Wednesday, April 29, 2009


The History Channel premiered this show at 8 p.m. Eastern on 3/29/2009. Pretty cool 2-hour presentation, about the rather difficult process of finding and reconstructing an as-yet-unnamed-by-monkey-science AQUATIC DINOSAUR, predatory type.
>> Good on dinosaur specialist Dr. Hurum for even undertaking this huge task. There could not have been anything pleasant about scraping away at the permafrost for weeks surrounded by Polar Bears, then turning over one piece after another of ancient shale with bare hands in the Arctic wind to figure out which fragments belonged to OUR OPERATIVE.
>> I also have to hand it to the massive-looking team of scientists who spent hours and hours bent over work stations fitting and gluing the fragments together. Those five-fingered hands DO HAVE THEIR USES. It means more when you realize that these scientists got NO CREDIT on the show. In an age of reality programming full of people willing to trample their offspring underfoot to get their names on the small screen, that really means something. Bravo, people. Working that hard to bring an aquatic operative to light GETS YOU IN GOOD WITH US.
>> Hurum implied, but did not state, that the sea monster legends he grew up with in Norway not only might have a basis in fact, but have a basis that leads ALL THE WAY BACK TO THE JURASSIC. I wish he had just gone ahead and said it. IT'S ONLY THE TRUTH. I pity the Naked Apes who cannot remember back that far, THE WAY WE CAN. Who do you think keeps those stories alive age after geological age -- THE EASTER BUNNY?
>> Very nice computer graphics. VERY nice. For once, I would have liked to see a lot more footage of the sea hunter in action. I have to say they were pretty near PERFECT when it comes to factual accuracy.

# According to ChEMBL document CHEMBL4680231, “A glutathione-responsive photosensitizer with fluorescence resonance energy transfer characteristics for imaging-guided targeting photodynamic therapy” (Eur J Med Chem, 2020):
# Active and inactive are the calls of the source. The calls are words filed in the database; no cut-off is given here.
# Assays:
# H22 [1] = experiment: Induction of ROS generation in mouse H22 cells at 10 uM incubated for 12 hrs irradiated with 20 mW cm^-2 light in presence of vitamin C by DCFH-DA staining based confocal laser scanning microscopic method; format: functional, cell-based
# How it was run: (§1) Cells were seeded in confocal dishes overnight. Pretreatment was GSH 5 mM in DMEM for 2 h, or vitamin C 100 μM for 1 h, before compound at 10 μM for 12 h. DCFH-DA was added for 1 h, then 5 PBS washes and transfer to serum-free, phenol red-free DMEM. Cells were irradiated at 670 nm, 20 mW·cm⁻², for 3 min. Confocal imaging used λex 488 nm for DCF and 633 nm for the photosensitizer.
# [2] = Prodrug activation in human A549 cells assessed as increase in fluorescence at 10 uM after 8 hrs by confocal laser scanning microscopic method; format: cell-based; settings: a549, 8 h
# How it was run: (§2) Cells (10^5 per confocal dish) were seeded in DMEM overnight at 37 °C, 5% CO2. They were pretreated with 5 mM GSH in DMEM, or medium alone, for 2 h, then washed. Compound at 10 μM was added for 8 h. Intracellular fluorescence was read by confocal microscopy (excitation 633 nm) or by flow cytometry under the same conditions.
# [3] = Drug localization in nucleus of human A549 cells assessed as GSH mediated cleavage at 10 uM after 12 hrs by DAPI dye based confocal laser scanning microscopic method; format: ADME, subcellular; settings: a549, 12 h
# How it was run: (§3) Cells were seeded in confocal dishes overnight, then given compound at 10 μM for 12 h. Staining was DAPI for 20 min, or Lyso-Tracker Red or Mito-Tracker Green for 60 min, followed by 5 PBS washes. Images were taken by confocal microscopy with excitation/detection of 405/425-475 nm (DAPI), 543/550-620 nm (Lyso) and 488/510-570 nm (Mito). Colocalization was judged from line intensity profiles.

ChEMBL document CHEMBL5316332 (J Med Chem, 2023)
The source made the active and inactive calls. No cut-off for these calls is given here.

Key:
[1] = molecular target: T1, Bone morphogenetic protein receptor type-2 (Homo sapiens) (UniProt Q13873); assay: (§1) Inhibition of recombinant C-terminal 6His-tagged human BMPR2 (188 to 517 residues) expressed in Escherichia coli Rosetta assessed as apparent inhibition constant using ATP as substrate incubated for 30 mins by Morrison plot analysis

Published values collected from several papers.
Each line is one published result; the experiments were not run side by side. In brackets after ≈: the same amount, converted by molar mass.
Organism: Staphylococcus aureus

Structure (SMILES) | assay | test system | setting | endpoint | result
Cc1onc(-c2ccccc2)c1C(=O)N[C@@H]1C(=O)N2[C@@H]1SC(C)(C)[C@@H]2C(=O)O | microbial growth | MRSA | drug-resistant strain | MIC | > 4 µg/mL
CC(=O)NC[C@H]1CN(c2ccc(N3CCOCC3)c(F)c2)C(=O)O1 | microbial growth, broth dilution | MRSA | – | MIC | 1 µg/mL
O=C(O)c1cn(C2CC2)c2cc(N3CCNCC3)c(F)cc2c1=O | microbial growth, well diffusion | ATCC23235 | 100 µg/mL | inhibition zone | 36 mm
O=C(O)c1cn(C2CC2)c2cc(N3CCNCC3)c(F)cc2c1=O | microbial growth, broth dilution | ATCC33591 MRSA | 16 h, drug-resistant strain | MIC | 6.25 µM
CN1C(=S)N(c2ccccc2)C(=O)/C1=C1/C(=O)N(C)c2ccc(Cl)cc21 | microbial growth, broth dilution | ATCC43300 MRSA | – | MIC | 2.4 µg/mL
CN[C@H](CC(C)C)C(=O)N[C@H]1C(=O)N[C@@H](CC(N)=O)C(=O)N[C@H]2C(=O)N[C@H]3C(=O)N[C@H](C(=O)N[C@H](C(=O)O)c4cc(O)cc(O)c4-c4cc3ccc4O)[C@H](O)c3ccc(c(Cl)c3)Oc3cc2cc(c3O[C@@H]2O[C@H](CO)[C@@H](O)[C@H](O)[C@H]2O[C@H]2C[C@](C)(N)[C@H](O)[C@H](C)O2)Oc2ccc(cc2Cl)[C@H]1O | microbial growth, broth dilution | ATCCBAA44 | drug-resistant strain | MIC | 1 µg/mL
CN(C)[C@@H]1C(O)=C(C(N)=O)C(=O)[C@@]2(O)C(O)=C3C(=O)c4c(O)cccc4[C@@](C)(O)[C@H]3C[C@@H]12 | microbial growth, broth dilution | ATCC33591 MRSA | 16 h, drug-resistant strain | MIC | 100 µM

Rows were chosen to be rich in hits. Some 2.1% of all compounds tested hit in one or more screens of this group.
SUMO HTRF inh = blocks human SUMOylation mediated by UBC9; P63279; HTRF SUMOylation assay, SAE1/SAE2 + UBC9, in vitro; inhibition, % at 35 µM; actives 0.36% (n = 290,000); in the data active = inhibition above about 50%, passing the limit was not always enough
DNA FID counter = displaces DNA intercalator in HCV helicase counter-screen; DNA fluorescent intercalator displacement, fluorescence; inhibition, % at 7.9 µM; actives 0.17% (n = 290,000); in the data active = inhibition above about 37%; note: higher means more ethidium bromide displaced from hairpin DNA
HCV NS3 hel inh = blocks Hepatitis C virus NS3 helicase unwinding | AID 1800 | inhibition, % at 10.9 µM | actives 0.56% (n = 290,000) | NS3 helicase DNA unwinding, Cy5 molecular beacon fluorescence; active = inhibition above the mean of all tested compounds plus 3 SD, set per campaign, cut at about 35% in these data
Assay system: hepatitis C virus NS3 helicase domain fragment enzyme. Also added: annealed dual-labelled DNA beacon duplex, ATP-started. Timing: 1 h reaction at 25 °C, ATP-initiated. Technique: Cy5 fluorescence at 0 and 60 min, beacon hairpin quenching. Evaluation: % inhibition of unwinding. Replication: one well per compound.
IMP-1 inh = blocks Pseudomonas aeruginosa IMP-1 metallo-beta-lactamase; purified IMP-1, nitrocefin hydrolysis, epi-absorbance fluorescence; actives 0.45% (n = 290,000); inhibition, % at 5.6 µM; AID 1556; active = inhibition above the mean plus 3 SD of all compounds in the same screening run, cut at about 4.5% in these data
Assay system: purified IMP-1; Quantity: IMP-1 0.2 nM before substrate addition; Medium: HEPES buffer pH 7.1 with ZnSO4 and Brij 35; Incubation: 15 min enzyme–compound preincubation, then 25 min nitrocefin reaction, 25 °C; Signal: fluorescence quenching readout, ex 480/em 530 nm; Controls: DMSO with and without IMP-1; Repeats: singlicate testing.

>> The science they used to undertand the mechanics of having four flippers, like the ones this operative had, is...interesting. They built a remote-controlled robot with four flippers and threw it in a pool to see what would happen. The science they used to see inside the fossilized skull of Predator X was also interesting; they borrowed some breathtakingly powerful CT scanner which (bizarrely) is used at an auto factory. The gadget they used to calculate the bite pressure of an extinct animal was pretty cool, too, especially since they flew Hurum all the way to St. Augustine's Gator Zoo to demonstrate it. Using a rescue helicopter to transport the skull from the North Pole was pretty dramatic. They then flew the good doctor to the coast of South Africa to hang out with Great Whites. What kept occurring to me, though, was ISN'T THIS COSTING YOU PEOPLE A FORTUNE? I always thought of dino-hunting as a fairly low-budget operation. I gather from this presentation that they are willing to make an exception if it's a REALLY SCARY PREDATOR.
>> And that's what they stressed over and over in this show. Big dang predator. Combines the worst features of a Crocodile, a Great White Shark and a speeding semi. FIVE TIMES THE SIZE OF T. REX. I know, I know, in America bigger is better, but come on!
>> Of course, if that's the final criterion of greatness on American TV -- and I'm sure it is -- at least the biggest, toothiest and scariest is ON OUR SIDE.
>> With all the great things I have to say about this show, I have to add that as usual THEY MISSED THE WHOLE POINT. It is right there if you want to see it: LIFE IMPROVES IF YOU RETURN TO THE SEA. If you're lucky, you might even get to see an aquatic operative like this one. Or become one. Or, better yet, GET EATEN BY ONE.

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